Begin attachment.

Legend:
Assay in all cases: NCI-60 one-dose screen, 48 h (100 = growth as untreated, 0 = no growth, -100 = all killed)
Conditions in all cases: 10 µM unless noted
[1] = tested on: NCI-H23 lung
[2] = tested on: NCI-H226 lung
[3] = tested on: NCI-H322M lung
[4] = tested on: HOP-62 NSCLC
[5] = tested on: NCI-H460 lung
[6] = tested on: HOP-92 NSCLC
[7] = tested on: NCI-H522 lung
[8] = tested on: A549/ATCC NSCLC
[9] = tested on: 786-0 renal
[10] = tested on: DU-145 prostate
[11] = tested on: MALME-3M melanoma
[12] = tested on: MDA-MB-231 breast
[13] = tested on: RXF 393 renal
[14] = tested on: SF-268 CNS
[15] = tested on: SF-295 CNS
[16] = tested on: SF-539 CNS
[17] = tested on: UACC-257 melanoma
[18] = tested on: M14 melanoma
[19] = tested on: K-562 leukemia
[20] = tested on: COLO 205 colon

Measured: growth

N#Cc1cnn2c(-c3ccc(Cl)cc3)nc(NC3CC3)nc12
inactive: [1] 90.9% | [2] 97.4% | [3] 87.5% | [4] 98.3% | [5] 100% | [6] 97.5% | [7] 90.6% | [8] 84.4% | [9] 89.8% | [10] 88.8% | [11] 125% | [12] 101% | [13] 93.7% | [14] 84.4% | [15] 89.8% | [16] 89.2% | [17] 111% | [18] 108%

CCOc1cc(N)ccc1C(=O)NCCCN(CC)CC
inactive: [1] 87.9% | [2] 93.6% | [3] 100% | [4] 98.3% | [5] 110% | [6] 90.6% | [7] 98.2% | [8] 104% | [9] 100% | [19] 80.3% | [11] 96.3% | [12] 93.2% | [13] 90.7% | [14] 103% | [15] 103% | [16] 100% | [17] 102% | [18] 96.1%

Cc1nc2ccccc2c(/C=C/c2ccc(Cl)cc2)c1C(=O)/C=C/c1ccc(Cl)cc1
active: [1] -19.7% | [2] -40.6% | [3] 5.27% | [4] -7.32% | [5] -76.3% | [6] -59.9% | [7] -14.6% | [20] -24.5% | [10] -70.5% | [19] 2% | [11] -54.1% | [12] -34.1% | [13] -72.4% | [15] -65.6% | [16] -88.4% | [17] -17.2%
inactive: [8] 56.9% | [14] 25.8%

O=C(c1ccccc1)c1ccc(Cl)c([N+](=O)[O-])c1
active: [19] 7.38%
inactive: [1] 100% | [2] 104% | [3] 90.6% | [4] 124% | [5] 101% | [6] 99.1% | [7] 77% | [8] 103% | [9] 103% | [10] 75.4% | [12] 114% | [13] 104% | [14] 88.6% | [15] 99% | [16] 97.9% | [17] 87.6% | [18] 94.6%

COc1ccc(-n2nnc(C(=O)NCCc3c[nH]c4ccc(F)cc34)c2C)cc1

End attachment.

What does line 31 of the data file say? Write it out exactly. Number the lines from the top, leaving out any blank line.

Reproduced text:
inactive: [8] 56.9% | [14] 25.8%